Saturday, 19 May 2007

You can lick my mixmaster's bowl

In keeping with last week’s theme of food, the mistress will continue with the culinary caper, perhaps not as wacky as those Kids from c.a.p.e.r. (the theme tune for which my mind was playing as I stirred from my slumber this morning) but a divertin’ motif nevertheless.

Yes so the mistress has got back her baking mojo and been cooking up a storm. I’ve been delving into the Margaret Fulton cookbook and whipping up afternoon teacakes, lemon meringue pies, strawberry soufflés and chocolate mousse. And it has dawned on me that no matter what you bake, nsrs, if you are using eggs, it always pays to separate the yolk from the white, whipping those whites till stiff, and folding in the beaten yolk with the sugar aforehand works wonders. The lightness of that teacake was absolutely extraordinary. Margaret Fulton’s instructions, like that can of oil spray she used to promote, are pure and simple. Images of orangey red gingham are now flashing before my eyes.

I do wonder why my mind is so fixed in the past when I post. Is the now that bleak, bel? is it, bel, is it?

Well I tell you who found the now pretty bleak today, Princess Derrrek in charge of the counter at the local bookshop that is who. Gordonia de Benatar did he have a right royal attack of the snippety snoos this a.m. when the Mistress was purchasing some lovely birthday presents. Admittedly the mistress was in a bit of a courtesy counts flap, checking that she hadn’t jumped the queue and faffing about, dropping coins, bumping into displays, when ruddy old Derrrrek got most terse and heavy with the imperatives and the mistress, who did what she was told, ever obedient - only to stew about it several hours later, natch. Scold her and watch her slow burn for hours on end as though upon some whizbang K-tel rotisserie gadget.

While it is good to lay off the vinegar when you are serving customers, the mistress as cook finds it indispensable and sloshes it about when boiling water and cooking eggs, yes i know who doesn't. While every cook under the sun from Mrs Beeton to Elizabeth David, oh and lest we forget King, prescribed the use of vinegar, I think it was FCB who introduced mid 20' s mistress to its wonders when poaching eggs. FCB poaches a very mean egg.

It really is joy to flip through Elizabeth David recipe books; the delightful anecdotes and illustrations - the recipes aren’t bad either. Her pâte brisée recipe is indispensable for making pastry for all open tarts. It is so faultlessly simple to follow and absolutely delicious. South wind through the kitchen , which mmc gave me one christmas many baby J's ago, is an excellent compilation of E. David's Mediterranean recipes and a most soothing read to boot, i turned to it this afternoon. I cannot recall whether Gerald Samper is a fan...but are we not all Gerry Samper as the pop group once sang.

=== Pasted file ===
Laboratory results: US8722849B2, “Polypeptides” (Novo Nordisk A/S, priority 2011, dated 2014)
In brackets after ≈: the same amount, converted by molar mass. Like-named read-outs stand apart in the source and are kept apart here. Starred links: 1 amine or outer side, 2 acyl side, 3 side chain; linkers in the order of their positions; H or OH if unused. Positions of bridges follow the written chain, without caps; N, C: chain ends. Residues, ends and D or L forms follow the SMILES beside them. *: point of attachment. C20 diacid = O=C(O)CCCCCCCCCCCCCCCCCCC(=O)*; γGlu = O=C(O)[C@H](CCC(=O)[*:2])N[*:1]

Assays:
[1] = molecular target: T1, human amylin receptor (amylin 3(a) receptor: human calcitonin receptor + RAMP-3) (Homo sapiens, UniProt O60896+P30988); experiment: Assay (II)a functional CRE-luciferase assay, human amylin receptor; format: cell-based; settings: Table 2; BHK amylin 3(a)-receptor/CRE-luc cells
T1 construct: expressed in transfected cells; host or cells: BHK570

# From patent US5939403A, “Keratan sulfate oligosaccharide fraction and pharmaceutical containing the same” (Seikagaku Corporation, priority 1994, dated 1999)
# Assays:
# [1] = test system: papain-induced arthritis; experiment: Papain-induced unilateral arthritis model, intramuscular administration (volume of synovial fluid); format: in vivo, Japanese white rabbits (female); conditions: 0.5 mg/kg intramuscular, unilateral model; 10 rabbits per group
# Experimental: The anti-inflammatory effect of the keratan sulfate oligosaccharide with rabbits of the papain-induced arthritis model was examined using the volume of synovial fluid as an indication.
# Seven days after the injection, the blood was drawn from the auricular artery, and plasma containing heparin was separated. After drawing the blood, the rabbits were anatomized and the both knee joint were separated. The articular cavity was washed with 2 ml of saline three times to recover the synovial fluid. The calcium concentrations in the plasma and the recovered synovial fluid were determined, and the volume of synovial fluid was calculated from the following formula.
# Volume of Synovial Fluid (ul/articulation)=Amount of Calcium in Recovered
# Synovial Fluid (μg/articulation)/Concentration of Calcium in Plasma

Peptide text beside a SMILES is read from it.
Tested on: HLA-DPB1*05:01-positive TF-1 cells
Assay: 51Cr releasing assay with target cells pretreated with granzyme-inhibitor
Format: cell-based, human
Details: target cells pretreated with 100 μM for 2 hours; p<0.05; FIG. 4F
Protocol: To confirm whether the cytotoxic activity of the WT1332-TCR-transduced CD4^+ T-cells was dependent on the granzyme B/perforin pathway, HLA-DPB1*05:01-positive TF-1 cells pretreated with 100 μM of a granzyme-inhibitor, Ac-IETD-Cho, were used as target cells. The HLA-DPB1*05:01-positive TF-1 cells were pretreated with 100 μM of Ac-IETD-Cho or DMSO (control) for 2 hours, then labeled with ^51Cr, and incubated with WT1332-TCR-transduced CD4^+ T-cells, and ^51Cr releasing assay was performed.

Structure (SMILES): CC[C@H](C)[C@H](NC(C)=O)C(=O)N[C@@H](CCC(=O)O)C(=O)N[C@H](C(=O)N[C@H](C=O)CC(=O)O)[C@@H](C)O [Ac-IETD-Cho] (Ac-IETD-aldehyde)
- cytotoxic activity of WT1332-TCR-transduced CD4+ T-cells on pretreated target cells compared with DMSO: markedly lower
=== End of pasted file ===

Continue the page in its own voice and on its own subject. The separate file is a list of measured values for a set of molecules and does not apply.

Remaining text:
Friday, 11 May 2007

Of Orange Slice neglected

Orange Slice

Least loved biscuit

in the Arnotts Assorted Cream family

You are always the last to remain

in that biscuit packet’s row of cellophane

When placed in the tin or Tupperware

Your pungent scent permeates the flavour of your fancy siblings:

Delta cream, Monte Carlo – even resolute Kingston

Causing eater to wince and utter “ugh”

Orange slice you are the middle child

Destined to be played by Eve Plumb

In a very assorted cream biscuit hour special

Orange slice you are not universally desired but you are needed

You are the trigger and scourge of childhood memories Australian.

Thursday, 3 May 2007

Best legs in Australia but what about Frahnce

During the course of my day I had three people tell me that they were going to get their legs waxed.

No, I didn’t greet them with a "hey, hot legs" or a "what’ve you got in your basket?", I defer to the master, R. Stewart, for that kind of banter. I had just uttered a cordial greeting and they let loose so I duly responded with a “shame” or a “nice” depending on the manner of their delivery. Still at least they weren’t getting Brazilians or I guess they would have been telling me about the joy of waxed snatch to which one could only reply with a “yowzer “ or "let your minge keep her fringe."

Speaking of which this week I have been privy to the comings and goings of the city's fashion week courtesy of my post-work evening stroll to the bus stop at the quay, via Kent Street, the Windmill steps, Hickson Road, the laundry on the hill and the overseas passenger terminal- the latter is where fashion week is taking place. The attendees at fashion week just seem to be wearing super fly 70’s sunglasses, pieces of material around the torso and a belt or just black ensembles – sucked in cheeks and sullen expressions accessorise all outfits. I did see one woman in a beautiful cherry red woollen dress which was adorned with a matching patent leather belt but she was in her mid-40’s, so would understand the difference between style and fashion. Her only flaw was that she was on the mobe banging on about Fraaaaaaahnce.

Oh the recurring themes that plague. If i'm not being haunted by the sight of the bus to Castlecrag threes times per day, or having people waxing to me about depilatory methods and activities, i'm constantly hearing or being reminded about Fraaaaaahnce.

Oh ruddy Marianne!

I have several different groups of friends, people at work and now fellow pedestrians talking about going to Frahnce or wanting to go to Frahnce. Am I watching the final season of a US tv show or living in the south of England ? Are my friends metamorphosing into Peter Mayle, letting their inner Bonnie Tyler roam free (been there, done that) or is it just the perfect destination for the middle age rampage. Time for a nice Contiki tour of South-East Asia with the kids for me.

The veneration of France by Anglophones is akin to the esteem in which the Beatles are held, which of course means that if France were a pop group she would be the Beatles.